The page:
Many steps go into the process of getting coffee from a farm to you; only when each step is performed properly do you receive the true pleasure that can be coffee.
Coffee trees grow on farms (estates), generally in equatorial regions. If a coffee has an estate designation, then it is generally of higher quality, as the roaster will know the specific origin and growing conditions. This is one of the many similarities the specialty coffee industry shares with the wine industry, as many of the wines sold today have estate, or vineyard, designation. We believe it is important to know the conditions for growing the coffee, as well as the commitment to excellence of each estate. City Bean has established some wonderful relationships with the growers of the coffees we roast. Coffee quality is the driving force for our purchasing criteria, but we also place importance on sustainability criteria, such as a farm’s sensitivity to the environment in which it grows coffee (soil, flora, animal life, etc.), health of a farm’s workforce, and education of the children of a farm’s workplace.
Coffee is simply the seed of a cherry, which is not very pleasant to eat. Two seeds grow in every cherry, which are on trees that reach about eight feet in height. Each tree produces one to two pounds of coffee every year. Caffea Arabica, or Arabica, is considered the finest species of coffee and is the only coffee roasted by City Bean. Arabicas grow at 3,500 to 6,000 feet elevation, and generally in hilly or mountainous regions. Many larger coffee estates have automatic picking equipment and harvest all of their coffee at once. This is the equivalent of picking all the oranges off a tree at one time; obviously, some will be ripe, some will be spoiled, and some will be overripe. City Bean looks to work with estates that handpick their coffee and have several harvests during the season to ensure ripe, top quality raw coffee with maximum flavor.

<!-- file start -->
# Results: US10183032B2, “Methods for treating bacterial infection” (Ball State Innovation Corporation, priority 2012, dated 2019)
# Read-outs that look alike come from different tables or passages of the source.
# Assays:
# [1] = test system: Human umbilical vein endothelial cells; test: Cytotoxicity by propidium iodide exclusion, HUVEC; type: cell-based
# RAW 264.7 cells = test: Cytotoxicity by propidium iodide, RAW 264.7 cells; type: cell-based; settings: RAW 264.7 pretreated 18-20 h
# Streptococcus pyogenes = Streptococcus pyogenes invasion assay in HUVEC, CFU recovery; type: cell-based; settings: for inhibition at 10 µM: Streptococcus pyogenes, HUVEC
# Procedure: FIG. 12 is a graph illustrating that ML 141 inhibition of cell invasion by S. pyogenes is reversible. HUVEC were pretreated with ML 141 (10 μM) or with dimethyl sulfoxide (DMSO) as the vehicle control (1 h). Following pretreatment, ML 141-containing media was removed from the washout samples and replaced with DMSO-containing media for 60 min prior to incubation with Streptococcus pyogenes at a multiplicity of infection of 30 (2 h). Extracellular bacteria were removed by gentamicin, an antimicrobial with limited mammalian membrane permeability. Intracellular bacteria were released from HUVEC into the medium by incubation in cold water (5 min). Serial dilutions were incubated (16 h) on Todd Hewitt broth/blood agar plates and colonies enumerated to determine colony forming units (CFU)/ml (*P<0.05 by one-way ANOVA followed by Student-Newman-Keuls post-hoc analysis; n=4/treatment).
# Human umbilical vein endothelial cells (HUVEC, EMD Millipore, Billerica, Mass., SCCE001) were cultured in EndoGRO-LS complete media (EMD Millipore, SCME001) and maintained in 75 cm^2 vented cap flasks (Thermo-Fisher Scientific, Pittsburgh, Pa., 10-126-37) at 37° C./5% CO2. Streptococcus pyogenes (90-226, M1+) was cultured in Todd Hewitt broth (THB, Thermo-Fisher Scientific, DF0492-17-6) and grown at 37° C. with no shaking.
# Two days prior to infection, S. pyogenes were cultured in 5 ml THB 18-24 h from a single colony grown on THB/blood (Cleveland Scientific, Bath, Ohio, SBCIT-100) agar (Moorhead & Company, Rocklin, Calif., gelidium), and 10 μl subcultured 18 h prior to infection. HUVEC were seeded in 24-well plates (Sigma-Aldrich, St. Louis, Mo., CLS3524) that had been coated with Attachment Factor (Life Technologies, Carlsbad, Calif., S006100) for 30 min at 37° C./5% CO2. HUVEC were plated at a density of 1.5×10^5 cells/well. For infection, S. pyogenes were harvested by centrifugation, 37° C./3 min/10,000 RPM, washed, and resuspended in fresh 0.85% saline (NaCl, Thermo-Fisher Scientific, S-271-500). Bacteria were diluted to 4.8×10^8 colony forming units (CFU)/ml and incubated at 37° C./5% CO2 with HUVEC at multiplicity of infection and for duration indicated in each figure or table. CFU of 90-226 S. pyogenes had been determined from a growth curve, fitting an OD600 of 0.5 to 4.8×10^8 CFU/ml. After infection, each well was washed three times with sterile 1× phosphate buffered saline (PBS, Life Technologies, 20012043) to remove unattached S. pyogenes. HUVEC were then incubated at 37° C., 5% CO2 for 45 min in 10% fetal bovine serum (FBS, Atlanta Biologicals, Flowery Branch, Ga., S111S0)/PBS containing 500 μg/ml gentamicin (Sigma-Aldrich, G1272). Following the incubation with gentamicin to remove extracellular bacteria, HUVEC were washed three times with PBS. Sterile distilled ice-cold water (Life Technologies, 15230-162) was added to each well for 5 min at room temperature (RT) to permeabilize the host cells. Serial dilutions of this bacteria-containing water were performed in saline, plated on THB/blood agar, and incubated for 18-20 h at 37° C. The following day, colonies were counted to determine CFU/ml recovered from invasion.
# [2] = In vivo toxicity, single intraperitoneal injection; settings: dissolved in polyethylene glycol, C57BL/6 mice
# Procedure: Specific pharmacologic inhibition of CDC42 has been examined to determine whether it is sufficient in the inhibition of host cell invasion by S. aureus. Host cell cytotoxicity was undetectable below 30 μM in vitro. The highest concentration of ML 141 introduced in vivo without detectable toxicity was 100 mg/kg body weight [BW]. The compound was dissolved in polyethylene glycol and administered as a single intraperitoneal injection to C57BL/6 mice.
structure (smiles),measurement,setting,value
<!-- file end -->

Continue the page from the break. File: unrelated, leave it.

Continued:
Once picked, coffee gets processed and then sorted. The processing of coffee involves removing the pulpy portion of the coffee cherry so all that remains is the seed (bean) in its parchment skin. The coffee then goes through a washing process (wet or dry method) and the skins are removed. Once dried, the coffee is ready for sorting.
Each country has its own sorting and grading standards. Some of the more common sorting methods are by size (bigger is better), the hardness of the bean (harder is better), number of flaws (number of flawed beans in a lot), and region of origin. Unfortunately, there is no established system of grading across the board, which makes evaluating and purchasing all the more complicated. This is why the experience of the roaster in evaluating coffee becomes so important.